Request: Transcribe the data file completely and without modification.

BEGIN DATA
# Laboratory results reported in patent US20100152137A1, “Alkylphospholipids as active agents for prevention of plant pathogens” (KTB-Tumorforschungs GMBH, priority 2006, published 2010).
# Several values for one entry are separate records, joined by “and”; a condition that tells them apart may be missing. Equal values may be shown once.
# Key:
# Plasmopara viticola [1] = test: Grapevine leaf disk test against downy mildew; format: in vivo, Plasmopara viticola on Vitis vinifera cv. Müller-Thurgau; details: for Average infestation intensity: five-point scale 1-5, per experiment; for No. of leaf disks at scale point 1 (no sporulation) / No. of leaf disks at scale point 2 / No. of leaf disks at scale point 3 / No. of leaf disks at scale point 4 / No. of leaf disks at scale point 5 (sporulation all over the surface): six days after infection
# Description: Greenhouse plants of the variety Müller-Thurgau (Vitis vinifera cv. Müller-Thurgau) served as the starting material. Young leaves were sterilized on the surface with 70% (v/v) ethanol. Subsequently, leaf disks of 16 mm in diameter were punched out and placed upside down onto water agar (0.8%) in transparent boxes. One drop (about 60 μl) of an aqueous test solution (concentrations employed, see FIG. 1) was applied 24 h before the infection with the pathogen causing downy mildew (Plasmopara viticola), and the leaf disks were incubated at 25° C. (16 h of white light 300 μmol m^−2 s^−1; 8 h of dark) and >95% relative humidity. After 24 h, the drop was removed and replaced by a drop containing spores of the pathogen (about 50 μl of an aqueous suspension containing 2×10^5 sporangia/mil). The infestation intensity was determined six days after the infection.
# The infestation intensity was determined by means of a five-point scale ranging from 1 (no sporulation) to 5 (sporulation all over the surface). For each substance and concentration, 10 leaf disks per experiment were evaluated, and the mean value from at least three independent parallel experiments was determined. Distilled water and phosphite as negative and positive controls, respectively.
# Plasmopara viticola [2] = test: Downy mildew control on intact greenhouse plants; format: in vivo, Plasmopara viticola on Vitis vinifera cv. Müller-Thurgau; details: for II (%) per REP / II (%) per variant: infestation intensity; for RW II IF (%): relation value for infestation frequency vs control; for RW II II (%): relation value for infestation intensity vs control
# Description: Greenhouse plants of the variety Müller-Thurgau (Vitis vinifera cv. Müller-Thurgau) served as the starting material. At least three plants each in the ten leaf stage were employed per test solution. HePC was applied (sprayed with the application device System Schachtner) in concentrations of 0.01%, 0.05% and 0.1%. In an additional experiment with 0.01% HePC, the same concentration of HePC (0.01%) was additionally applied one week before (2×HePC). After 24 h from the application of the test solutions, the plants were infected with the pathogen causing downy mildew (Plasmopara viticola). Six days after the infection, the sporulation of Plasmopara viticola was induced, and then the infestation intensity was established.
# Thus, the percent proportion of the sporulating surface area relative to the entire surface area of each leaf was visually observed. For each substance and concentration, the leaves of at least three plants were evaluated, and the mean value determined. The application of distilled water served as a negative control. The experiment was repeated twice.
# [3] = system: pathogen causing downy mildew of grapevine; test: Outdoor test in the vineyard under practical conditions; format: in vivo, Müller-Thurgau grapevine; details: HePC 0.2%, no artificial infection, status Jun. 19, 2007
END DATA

# Laboratory results reported in patent US20100152137A1, “Alkylphospholipids as active agents for prevention of plant pathogens” (KTB-Tumorforschungs GMBH, priority 2006, published 2010).
# Several values for one entry are separate records, joined by “and”; a condition that tells them apart may be missing. Equal values may be shown once.
# Key:
# Plasmopara viticola [1] = test: Grapevine leaf disk test against downy mildew; format: in vivo, Plasmopara viticola on Vitis vinifera cv. Müller-Thurgau; details: for Average infestation intensity: five-point scale 1-5, per experiment; for No. of leaf disks at scale point 1 (no sporulation) / No. of leaf disks at scale point 2 / No. of leaf disks at scale point 3 / No. of leaf disks at scale point 4 / No. of leaf disks at scale point 5 (sporulation all over the surface): six days after infection
# Description: Greenhouse plants of the variety Müller-Thurgau (Vitis vinifera cv. Müller-Thurgau) served as the starting material. Young leaves were sterilized on the surface with 70% (v/v) ethanol. Subsequently, leaf disks of 16 mm in diameter were punched out and placed upside down onto water agar (0.8%) in transparent boxes. One drop (about 60 μl) of an aqueous test solution (concentrations employed, see FIG. 1) was applied 24 h before the infection with the pathogen causing downy mildew (Plasmopara viticola), and the leaf disks were incubated at 25° C. (16 h of white light 300 μmol m^−2 s^−1; 8 h of dark) and >95% relative humidity. After 24 h, the drop was removed and replaced by a drop containing spores of the pathogen (about 50 μl of an aqueous suspension containing 2×10^5 sporangia/mil). The infestation intensity was determined six days after the infection.
# The infestation intensity was determined by means of a five-point scale ranging from 1 (no sporulation) to 5 (sporulation all over the surface). For each substance and concentration, 10 leaf disks per experiment were evaluated, and the mean value from at least three independent parallel experiments was determined. Distilled water and phosphite as negative and positive controls, respectively.
# Plasmopara viticola [2] = test: Downy mildew control on intact greenhouse plants; format: in vivo, Plasmopara viticola on Vitis vinifera cv. Müller-Thurgau; details: for II (%) per REP / II (%) per variant: infestation intensity; for RW II IF (%): relation value for infestation frequency vs control; for RW II II (%): relation value for infestation intensity vs control
# Description: Greenhouse plants of the variety Müller-Thurgau (Vitis vinifera cv. Müller-Thurgau) served as the starting material. At least three plants each in the ten leaf stage were employed per test solution. HePC was applied (sprayed with the application device System Schachtner) in concentrations of 0.01%, 0.05% and 0.1%. In an additional experiment with 0.01% HePC, the same concentration of HePC (0.01%) was additionally applied one week before (2×HePC). After 24 h from the application of the test solutions, the plants were infected with the pathogen causing downy mildew (Plasmopara viticola). Six days after the infection, the sporulation of Plasmopara viticola was induced, and then the infestation intensity was established.
# Thus, the percent proportion of the sporulating surface area relative to the entire surface area of each leaf was visually observed. For each substance and concentration, the leaves of at least three plants were evaluated, and the mean value determined. The application of distilled water served as a negative control. The experiment was repeated twice.
# [3] = system: pathogen causing downy mildew of grapevine; test: Outdoor test in the vineyard under practical conditions; format: in vivo, Müller-Thurgau grapevine; details: HePC 0.2%, no artificial infection, status Jun. 19, 2007